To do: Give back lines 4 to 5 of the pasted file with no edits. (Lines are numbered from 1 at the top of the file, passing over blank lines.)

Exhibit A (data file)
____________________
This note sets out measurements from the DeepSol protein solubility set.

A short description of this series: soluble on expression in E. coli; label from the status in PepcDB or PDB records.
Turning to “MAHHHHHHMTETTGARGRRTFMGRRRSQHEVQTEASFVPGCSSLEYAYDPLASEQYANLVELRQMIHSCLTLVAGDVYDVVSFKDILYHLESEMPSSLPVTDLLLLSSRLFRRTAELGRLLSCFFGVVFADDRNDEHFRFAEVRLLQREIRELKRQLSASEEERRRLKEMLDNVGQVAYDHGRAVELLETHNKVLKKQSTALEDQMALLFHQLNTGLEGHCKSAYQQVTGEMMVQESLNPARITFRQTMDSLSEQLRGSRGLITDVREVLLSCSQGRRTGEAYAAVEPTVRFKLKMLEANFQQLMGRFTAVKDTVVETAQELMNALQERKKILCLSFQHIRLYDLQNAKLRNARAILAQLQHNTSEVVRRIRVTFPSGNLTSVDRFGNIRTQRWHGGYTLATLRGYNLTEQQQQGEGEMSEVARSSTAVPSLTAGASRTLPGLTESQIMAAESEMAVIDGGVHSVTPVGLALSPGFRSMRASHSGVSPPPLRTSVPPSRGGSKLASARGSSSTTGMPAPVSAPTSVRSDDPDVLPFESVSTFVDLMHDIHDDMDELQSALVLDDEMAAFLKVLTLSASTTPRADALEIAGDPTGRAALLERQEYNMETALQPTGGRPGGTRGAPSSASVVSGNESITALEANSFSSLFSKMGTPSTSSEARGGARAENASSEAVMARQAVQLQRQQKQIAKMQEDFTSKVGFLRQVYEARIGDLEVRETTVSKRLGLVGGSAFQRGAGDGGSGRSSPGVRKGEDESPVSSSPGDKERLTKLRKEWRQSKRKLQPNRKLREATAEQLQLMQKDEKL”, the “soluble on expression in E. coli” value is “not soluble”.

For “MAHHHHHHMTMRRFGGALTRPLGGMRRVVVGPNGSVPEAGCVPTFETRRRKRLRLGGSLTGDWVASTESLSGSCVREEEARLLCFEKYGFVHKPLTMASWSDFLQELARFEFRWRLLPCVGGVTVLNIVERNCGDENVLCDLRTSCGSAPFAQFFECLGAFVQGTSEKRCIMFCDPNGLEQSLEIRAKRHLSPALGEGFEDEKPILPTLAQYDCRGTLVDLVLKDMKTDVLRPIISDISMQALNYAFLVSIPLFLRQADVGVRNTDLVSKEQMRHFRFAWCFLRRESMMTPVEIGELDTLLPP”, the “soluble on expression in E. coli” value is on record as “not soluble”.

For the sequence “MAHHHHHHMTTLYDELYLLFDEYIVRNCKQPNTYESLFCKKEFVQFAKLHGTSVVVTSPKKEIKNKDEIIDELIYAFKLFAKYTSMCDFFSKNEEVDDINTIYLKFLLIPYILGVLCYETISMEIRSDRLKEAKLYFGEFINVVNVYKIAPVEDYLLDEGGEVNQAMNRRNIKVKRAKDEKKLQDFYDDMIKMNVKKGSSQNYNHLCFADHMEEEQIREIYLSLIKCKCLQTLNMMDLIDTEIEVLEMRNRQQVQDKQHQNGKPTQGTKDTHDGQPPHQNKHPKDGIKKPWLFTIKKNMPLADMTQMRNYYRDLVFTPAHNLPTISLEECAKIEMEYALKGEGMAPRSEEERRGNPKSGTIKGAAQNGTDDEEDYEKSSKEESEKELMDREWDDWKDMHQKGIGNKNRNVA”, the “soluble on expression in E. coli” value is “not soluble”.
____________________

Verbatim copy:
For “MAHHHHHHMTMRRFGGALTRPLGGMRRVVVGPNGSVPEAGCVPTFETRRRKRLRLGGSLTGDWVASTESLSGSCVREEEARLLCFEKYGFVHKPLTMASWSDFLQELARFEFRWRLLPCVGGVTVLNIVERNCGDENVLCDLRTSCGSAPFAQFFECLGAFVQGTSEKRCIMFCDPNGLEQSLEIRAKRHLSPALGEGFEDEKPILPTLAQYDCRGTLVDLVLKDMKTDVLRPIISDISMQALNYAFLVSIPLFLRQADVGVRNTDLVSKEQMRHFRFAWCFLRRESMMTPVEIGELDTLLPP”, the “soluble on expression in E. coli” value is on record as “not soluble”.

For the sequence “MAHHHHHHMTTLYDELYLLFDEYIVRNCKQPNTYESLFCKKEFVQFAKLHGTSVVVTSPKKEIKNKDEIIDELIYAFKLFAKYTSMCDFFSKNEEVDDINTIYLKFLLIPYILGVLCYETISMEIRSDRLKEAKLYFGEFINVVNVYKIAPVEDYLLDEGGEVNQAMNRRNIKVKRAKDEKKLQDFYDDMIKMNVKKGSSQNYNHLCFADHMEEEQIREIYLSLIKCKCLQTLNMMDLIDTEIEVLEMRNRQQVQDKQHQNGKPTQGTKDTHDGQPPHQNKHPKDGIKKPWLFTIKKNMPLADMTQMRNYYRDLVFTPAHNLPTISLEECAKIEMEYALKGEGMAPRSEEERRGNPKSGTIKGAAQNGTDDEEDYEKSSKEESEKELMDREWDDWKDMHQKGIGNKNRNVA”, the “soluble on expression in E. coli” value is “not soluble”.